When Last I Died

Chapter One


But thou, whose pen hath like a pack-horse served, Whose stomach unto gall hath turned thy food, Whose senses, like poor prisoners, hunger-starved, Whose grief hath parched thy body, dried thy blood....


THE lunch had consisted of sausage-meat roll, diced swede and mashed potatoes; these covered with thick floury gravy and followed by tinned plums and custard. The boys had consumed the first course in three minutes, the second in one and a half, and still, to Mrs. Bradley's possibly prejudiced eye—for she had nephews, great-nephews and, now that Ferdinand was married, a grandson—they retained a wolfish aspect which depressed her. Her notions on diet, she informed the Warden, when he canvassed her opinion of the menu, were, she thought, about a century out of date.

The Warden wisely decided to treat this reply as a witticism, and as he was essentially a serious-minded man the subject of conversation languished. Grace, which had, to Mrs. Bradley's embarrassment, preceded the meal, now, with suitable grammatical adjustments, indicated its conclusion, and, with remarkable orderliness and very little noise, the boys filed out except for one child who re-seated himself and continued to eat.

"What on earth is he doing?" said the Warden. He raised his voice. "Dinnie!" The boy, with a regretful glance at his plate, stood up. "Why haven't you finished?"


"Why haven't you finished? Come up here." The boy approached with considerable reluctance. "And step up smartly when you're called. Don't you know we have a visitor?"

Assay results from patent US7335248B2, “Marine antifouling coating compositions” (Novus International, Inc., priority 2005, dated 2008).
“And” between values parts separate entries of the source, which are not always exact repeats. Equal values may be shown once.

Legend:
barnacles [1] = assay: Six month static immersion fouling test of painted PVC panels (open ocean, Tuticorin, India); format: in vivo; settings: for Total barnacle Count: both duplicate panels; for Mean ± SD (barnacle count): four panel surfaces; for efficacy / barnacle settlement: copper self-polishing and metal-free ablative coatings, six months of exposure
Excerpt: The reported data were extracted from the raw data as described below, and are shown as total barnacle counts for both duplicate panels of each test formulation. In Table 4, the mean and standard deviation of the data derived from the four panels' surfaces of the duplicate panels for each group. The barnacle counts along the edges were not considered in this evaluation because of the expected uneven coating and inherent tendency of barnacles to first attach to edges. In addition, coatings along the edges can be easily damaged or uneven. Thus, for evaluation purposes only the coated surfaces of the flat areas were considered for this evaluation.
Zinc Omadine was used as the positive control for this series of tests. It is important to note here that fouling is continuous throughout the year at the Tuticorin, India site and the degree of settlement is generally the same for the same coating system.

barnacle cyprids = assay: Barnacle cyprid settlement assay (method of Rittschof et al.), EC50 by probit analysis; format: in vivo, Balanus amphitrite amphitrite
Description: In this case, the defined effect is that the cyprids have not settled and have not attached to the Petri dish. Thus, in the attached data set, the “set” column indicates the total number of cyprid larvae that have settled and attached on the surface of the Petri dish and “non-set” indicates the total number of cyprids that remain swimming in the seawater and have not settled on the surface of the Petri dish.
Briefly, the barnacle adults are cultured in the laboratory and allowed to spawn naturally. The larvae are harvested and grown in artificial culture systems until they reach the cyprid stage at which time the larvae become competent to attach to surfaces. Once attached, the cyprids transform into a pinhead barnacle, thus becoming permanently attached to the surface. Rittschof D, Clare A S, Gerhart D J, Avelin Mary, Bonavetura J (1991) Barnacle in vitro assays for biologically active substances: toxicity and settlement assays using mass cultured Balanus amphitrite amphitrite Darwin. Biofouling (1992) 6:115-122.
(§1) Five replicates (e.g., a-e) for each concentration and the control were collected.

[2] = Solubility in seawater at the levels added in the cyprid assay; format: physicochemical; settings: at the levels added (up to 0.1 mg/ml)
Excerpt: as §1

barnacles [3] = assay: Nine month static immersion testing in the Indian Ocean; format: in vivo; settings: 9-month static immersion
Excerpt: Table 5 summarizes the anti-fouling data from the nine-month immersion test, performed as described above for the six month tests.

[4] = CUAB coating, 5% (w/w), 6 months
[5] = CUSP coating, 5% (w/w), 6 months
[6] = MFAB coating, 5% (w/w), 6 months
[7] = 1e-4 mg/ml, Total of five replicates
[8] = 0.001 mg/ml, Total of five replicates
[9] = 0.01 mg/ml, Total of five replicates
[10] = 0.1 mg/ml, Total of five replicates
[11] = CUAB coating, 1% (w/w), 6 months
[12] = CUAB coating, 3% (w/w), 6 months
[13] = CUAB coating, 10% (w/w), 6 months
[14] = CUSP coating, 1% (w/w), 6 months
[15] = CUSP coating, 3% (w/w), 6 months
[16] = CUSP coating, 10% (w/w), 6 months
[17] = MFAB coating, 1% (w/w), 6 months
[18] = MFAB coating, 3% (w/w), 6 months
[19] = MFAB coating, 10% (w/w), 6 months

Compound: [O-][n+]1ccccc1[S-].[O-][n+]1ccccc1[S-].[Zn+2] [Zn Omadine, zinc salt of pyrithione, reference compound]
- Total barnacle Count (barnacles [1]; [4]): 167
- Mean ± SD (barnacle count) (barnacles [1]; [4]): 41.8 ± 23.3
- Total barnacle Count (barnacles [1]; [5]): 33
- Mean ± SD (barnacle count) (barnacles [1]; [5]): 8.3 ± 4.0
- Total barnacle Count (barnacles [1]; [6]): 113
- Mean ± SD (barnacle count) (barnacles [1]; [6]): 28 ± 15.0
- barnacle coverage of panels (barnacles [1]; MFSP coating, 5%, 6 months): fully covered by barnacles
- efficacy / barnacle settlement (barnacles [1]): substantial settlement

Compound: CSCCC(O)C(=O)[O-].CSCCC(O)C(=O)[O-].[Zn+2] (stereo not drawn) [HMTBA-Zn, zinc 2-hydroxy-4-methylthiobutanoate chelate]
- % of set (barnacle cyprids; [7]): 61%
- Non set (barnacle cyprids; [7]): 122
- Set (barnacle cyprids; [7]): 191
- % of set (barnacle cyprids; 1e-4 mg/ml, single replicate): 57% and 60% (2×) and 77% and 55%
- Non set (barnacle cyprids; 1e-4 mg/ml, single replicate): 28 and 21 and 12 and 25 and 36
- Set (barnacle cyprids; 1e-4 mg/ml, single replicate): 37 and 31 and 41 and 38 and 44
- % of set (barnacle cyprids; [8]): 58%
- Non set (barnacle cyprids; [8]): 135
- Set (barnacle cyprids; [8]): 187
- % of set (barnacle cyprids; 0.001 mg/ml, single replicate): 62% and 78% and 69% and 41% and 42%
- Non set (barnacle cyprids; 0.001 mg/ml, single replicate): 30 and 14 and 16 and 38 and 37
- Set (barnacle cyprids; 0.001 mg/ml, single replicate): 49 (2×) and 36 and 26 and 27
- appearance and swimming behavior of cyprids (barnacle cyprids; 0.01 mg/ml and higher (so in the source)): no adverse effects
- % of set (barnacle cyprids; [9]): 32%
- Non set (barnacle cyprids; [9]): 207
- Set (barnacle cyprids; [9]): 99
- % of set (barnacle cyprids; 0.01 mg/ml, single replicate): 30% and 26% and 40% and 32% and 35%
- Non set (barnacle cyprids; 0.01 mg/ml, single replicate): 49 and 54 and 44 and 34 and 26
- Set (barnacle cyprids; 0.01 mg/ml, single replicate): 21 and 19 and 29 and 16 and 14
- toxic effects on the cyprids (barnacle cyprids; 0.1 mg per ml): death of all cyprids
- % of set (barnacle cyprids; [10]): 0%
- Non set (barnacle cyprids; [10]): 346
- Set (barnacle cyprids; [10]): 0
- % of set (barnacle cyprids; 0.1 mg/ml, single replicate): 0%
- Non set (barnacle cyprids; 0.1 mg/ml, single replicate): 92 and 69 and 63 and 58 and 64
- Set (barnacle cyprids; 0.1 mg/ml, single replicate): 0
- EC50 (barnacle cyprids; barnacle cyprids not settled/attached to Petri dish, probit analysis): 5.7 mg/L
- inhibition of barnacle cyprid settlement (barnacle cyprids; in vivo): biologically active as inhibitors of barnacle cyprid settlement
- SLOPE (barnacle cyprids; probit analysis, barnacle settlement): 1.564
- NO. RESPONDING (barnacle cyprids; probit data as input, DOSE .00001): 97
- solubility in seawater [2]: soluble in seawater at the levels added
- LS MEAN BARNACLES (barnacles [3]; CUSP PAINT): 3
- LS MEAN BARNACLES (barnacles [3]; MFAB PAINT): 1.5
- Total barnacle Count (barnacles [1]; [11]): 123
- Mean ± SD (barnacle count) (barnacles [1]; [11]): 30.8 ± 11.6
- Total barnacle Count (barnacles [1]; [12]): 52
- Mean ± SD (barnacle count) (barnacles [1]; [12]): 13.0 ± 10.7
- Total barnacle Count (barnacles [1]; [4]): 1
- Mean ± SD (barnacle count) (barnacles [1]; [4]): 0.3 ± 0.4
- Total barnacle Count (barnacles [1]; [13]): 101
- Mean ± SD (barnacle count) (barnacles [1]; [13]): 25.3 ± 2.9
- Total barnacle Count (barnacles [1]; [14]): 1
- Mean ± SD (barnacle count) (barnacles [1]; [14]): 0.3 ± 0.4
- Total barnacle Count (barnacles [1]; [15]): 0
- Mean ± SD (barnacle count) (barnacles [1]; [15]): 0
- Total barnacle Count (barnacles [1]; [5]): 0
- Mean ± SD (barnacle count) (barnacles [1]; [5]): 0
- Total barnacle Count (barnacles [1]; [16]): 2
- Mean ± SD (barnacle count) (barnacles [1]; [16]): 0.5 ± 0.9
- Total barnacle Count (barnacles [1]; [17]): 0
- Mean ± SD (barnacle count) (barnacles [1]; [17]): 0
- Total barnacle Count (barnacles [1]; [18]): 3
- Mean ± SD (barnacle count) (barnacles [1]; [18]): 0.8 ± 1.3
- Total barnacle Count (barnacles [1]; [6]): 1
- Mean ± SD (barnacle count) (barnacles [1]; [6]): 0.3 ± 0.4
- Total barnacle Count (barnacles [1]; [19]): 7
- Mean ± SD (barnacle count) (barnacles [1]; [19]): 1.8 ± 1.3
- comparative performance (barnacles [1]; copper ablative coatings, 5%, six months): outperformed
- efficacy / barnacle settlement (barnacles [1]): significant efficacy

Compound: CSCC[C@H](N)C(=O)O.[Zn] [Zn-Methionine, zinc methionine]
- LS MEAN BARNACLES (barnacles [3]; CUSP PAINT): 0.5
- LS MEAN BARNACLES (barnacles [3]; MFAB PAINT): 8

"Yes, sir." He shot a half-glance at Mrs. Bradley, contemptuously, she thought.

"Well, where are your manners? Now, then, answer my question."

"It would only have gone into the swill-tub for the pigs," said the boy, in an almost inaudible voice. He had dark red hair and brown eyes flecked with lighter specks so that it seemed as though the sun danced on a trout stream. His brows slanted in an alarmingly Mephistophelean manner, and he had a wide mouth set in a grim jaw. The Americans, with their flair for good-humoured expressiveness, would have dubbed him a tough citizen, thought Mrs. Bradley, for whom bad boys had academic and occasionally—for she was a woman—sentimental interest.

They were all bad boys at the Institution. The Government, with one of those grandmotherly inspirations which are the dread and bane of progressive educationists, had decreed, some ten years previously, that its theories with regard to the preventive detention of delinquent children were a long way out of date, and were to be re-stated in accordance with the facts so far gleaned by child-guidance clinics.

Mrs. Bradley, among other psychologists, had been called into consultation, but her simple suggestion was that delinquent children, who, like delinquent adults, can be divided into those brands which can be snatched from the burning and those which, unfortunately, cannot, should (literally) be killed or cured. The former treatment was to be painless, the latter drastic. This view was received without enthusiasm by the authorities and was treated, even by the Press, with reserve.

Now, ten years later, she had been called in again; not (be it stated hastily to those who retain the uncivilized view that human life is necessarily sacred) to assist in translating her theory into fact, but because, strangely enough, the Government had discovered that the new methods in preventive detention had again sprung a leak and badly needed plugging.

Why they should have called into consultation one with whose thought upon the subject they would be bound to disagree, not even Mrs. Bradley herself could say, well-versed though she was in morbid psychology, but she had answered the summons as a good democrat should, promptly and